RMC Responds: The Difference Between Contraception and Abortion

rmc_responds1Following the Supreme Court’s controversial ruling allowing Hobby Lobby to exclude four contraceptives: Plan B; Ella; and two forms of IUDs, from their employee’s healthcare coverage, many Facebook commenters have defended Hobby Lobby by calling these contraceptives abortifacients. One user wrote:

What concerns me is a supposed Republican organization–yours–does not understand religious freedom and does not understand the basic difference between contraception and abortion…Hobby Lobby is only refusing to pay for abortifacients–those drugs that cause spontaneous abortion or due away with potential babies.”

We have already addressed the ruling’s impact on religious and individual liberty, by emphasizing that the ruling puts the beliefs of an employer above the wellbeing and personal liberty of individual employees. (You can read more here and here.) In addition, we have discussed the broader impact this ruling may have on all approved forms of birth control, but the question of whether or not contraception causes abortions is not a matter of opinion, it is established medical science. Purely and simply, contraception is not abortion. Further, none of the FDA-approved contraceptives, which include IUDs, Plan B, and Ella, cause abortions.

Before we discuss how IUDs and morning after pills work, medical experts agree that pregnancy is a three-step process.  The American College of Obstetricians and Gynecologists explains the three steps as follows: first, ovulation must occur. Second, sperm must fertilize an egg that is produced during ovulation. Third, after fertilization that egg must implant itself in a woman’s uterine wall­- this entire process takes about 14 days. A pregnancy occurs ONLY at the point of uterine implantation.

When regulating medical issues we must value facts as provided by medical experts over opinions based on individual religious or moral beliefs.  Legislating based simply on opinion over fact is a recipe for disaster and has lead to the divisive never-ending debate over prevention and family planning.  Redefining the term “conception” to mean “fertilization” without the necessary third step in the process does not adhere to medical science – which should be the standard.  With so few schools systems requiring comprehensive sex education, it is no wonder that the numbers of unplanned pregnancies and STDs occur with such predictable frequency.

Here are the simple biological facts:  IUDs PREVENT fertilization from taking place while both Plan B and Ella PREVENT both fertilization AND ovulation from occurring.

Let’s begin with IUDs. There are two types of IUDs, a type that contains copper and another that contains the same hormone found in many birth control pills. According to the Association of Reproductive Health Professionals, both types of IUDs work by ensuring that a woman’s egg and a man’s sperm do not meet, meaning they PREVENT fertilization. The American College of Obstetricians and Gynecologists explains it this way: copper IUD’s, by their very nature, are toxic to sperm, while the hormonal IUD thickens the mucus in the cervix, making it impossible for sperm to reach the uterus. No fertilization occurs at any point in this process and both the World Health Organization and the American Medical Association consider IUDs to be one of the best types of birth control because they are so safe and effective.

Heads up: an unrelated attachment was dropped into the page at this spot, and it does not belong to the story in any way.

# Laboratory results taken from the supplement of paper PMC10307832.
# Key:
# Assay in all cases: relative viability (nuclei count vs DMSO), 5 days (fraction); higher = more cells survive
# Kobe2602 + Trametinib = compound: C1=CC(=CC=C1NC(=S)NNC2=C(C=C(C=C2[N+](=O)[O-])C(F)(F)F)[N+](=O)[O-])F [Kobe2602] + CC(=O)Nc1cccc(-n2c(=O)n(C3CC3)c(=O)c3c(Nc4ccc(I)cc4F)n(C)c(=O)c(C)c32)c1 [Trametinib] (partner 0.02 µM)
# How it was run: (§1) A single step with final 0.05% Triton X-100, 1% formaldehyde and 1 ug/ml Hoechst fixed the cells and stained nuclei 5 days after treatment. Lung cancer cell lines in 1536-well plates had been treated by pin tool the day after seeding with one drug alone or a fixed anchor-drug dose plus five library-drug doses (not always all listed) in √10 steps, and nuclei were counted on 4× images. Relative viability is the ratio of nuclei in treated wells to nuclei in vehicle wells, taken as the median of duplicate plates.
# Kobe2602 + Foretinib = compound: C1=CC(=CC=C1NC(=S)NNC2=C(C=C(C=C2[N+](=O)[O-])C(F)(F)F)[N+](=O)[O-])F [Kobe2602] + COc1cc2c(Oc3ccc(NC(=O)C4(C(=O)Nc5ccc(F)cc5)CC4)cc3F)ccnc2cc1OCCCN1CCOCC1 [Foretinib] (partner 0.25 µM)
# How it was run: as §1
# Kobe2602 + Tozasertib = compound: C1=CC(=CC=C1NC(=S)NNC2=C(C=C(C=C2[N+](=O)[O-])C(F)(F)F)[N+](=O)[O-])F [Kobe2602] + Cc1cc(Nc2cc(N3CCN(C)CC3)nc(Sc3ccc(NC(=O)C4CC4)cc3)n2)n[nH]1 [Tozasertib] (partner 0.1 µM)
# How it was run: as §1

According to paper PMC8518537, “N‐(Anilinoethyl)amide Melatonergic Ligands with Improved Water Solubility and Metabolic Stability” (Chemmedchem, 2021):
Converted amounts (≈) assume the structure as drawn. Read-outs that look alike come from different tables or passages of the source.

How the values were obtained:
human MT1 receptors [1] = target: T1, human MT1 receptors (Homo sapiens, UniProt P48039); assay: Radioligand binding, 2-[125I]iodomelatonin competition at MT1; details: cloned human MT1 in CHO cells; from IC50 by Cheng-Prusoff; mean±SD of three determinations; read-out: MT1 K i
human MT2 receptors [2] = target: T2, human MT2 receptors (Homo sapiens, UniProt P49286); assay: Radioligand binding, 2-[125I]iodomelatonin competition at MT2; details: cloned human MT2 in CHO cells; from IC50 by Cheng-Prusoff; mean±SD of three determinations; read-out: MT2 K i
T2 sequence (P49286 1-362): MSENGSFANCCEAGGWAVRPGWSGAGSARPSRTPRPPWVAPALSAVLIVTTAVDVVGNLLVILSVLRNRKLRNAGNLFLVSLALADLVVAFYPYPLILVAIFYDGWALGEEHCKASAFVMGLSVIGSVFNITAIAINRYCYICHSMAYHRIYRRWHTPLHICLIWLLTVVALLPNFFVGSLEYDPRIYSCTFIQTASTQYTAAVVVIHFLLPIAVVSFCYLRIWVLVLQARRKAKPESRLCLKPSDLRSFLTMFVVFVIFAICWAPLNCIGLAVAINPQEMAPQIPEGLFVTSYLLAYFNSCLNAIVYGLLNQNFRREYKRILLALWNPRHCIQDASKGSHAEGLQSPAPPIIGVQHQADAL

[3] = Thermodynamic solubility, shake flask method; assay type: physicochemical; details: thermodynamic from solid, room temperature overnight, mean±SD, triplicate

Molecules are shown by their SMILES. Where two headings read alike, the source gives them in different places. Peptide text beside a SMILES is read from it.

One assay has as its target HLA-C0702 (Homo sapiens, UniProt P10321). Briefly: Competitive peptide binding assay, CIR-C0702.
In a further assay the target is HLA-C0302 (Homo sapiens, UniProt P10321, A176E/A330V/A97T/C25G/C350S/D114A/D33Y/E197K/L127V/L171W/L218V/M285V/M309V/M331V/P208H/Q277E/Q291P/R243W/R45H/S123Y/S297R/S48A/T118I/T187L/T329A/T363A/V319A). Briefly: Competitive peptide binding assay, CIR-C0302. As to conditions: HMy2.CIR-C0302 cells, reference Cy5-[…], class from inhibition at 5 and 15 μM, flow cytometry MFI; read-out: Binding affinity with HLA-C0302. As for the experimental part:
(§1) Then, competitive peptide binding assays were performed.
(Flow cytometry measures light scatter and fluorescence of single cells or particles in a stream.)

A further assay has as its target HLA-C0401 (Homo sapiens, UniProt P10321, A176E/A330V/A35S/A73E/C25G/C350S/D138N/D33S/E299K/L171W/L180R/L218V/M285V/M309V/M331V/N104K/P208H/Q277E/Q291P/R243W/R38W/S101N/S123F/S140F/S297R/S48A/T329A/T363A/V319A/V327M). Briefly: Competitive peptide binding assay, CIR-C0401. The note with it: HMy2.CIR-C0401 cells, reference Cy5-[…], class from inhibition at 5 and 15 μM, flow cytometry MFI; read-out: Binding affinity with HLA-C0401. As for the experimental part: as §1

Morning after pills, Ella and Plan B, prevent an egg from being released from the ovary.  While there are many people who believe that sperm and egg unite immediately after intercourse or that as long as a woman isn’t menstruating she can become pregnant, both of these beliefs are biologically inaccurate.  Women will only become pregnant when an egg is first produced and then leaves its ovary- a process that lasts 12 to 24 hours every month. Morning after pills prevent the release of an egg so that a sperm cannot fertilize it and a pregnancy will not occur. Finally, it is important to note that morning after pills have absolutely no effect on an established pregnancy so defining them as abortifacients is wholly incorrect.

Another Facebook commenter summed this up pretty clearly:

And I’d like to clarify something about this theory that’s going out there that the only things that were excluded were abortifacients. None of those that were excluded were abortifacients. None of them work if the woman was in fact pregnant — yes even the morning after pill, if a fertilized egg has latched itself to the uterine wall (a.k.a. being pregnant) the morning after pill doesn’t work.”
 
A final thought – We understand and respect that individuals have strongly held personal beliefs that may be contrary to conventional wisdom or even scientific fact. Further, we believe that a well-educated people can discern the difference between dogma and established science and choose the path that best meets their personal needs.  We owe it to the generations that follow to provide them with every possible fact we have about the mysteries of life so they have the same privilege.

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4 Comments on “RMC Responds: The Difference Between Contraception and Abortion”

  1. RINOcracy.com supports access to both contraceptives and abortifacients. But it is not clear that the Supreme Court got the science wrong in Hobby Lobby. As we wrote (http://www.rinocracy.com/2014/07/blog-no-42-contraceptive-confusion-the-puzzlements-of-hobby-lobby-and-wheaton/):